A question we often get asked by our customers is “What’s the best day and time to send our clients’ newsletters?”. Firstly, let’s look at what some of the more popular research out there is telling us. Just keep in mind that this research is conducted across a range of markets, so it might not always be right for you or your recipients. In July 2004, delivery consultancy Return Path analysed over 3.4 million email messages and found that email sent on Monday is more likely to get opened, and anytime between 6am and 10am is the best time of the day to send. These findings were later confirmed by media company Marketing Sherpa. Today however, it was revealed that this might no longer be the case and that emails sent from Wednesday to Friday maximized open rates. So which one’s right for you? The truth is, the optimal delivery time will depend on what you’re sending and who you’re sending to. Luckily, one of email’s strengths is it’s just so testable (is that a word?). You should use the time of day and day of week as variables in your tests. Try splitting your subscribers into 2 separate subscriber lists and sending to one half at one day and time and one half at another. Run a comparison of your results in the Reporting section and learn from what you see. Running tests like this over the course of a few campaigns is the only way to really know when you should and shouldn’t be sending.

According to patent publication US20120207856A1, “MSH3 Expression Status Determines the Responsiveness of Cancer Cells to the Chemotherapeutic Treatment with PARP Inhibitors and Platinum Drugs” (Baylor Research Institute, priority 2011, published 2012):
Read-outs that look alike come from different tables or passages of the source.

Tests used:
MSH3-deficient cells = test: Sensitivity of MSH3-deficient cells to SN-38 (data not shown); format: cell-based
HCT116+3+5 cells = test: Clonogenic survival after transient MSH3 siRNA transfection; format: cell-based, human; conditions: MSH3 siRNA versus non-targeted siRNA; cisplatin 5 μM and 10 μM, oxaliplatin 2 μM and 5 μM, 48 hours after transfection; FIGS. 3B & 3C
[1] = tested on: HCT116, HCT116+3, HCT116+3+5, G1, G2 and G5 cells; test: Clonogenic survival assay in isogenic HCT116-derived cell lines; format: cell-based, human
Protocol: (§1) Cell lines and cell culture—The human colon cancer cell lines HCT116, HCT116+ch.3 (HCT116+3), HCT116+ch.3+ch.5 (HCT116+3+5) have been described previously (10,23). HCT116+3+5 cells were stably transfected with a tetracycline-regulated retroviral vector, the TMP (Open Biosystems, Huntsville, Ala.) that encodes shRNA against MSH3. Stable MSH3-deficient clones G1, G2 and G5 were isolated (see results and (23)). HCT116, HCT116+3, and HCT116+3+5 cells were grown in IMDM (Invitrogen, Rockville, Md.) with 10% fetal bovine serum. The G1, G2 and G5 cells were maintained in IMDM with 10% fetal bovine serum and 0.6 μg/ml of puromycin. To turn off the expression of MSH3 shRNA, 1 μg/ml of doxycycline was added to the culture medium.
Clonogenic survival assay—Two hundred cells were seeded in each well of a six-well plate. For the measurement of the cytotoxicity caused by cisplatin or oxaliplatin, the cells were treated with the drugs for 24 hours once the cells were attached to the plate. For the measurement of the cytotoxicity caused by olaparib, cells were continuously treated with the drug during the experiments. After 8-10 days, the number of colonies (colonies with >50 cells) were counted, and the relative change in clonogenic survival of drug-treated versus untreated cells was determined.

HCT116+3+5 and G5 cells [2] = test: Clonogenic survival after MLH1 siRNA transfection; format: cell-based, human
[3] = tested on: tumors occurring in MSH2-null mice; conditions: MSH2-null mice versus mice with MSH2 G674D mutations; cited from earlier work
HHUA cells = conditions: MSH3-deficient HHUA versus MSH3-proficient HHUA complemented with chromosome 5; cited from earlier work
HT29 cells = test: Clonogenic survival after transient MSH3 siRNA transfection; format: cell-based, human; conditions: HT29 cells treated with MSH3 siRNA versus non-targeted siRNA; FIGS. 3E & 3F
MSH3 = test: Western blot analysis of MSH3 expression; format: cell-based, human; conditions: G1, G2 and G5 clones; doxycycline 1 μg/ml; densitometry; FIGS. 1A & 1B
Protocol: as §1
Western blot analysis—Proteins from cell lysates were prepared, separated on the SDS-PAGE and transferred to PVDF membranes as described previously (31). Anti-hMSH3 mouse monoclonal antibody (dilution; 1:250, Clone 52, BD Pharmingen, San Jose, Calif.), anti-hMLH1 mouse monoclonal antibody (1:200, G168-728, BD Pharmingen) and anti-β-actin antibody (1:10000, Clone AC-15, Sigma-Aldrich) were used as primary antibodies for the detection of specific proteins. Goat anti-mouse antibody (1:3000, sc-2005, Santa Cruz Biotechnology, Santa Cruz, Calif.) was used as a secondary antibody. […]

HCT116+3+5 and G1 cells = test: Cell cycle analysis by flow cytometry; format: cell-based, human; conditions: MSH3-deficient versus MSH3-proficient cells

Blog Post

Using Style Sheets in HTML Email Newsletters

Update: Mark has published a comprehensive follow up to this article which takes a more accessible approach and includes a sample template to help you get started. Most people who’ve attempted to recreate a sophisticated design in HTML email have run into a wall when using CSS, either in the form of inexplicable mangling by email clients or a pronouncement by an email administrator stating that CSS is “against the rules”. If you’re not content to roll over and use font tags in your HTML emails, read on. Despite prevailing wisdom to the contrary, you can safely deploy HTML emails styled with good old-fashioned CSS. Yes, we really just said that. Not all attributes will be invited to the party, but many of them work flawlessly with this method.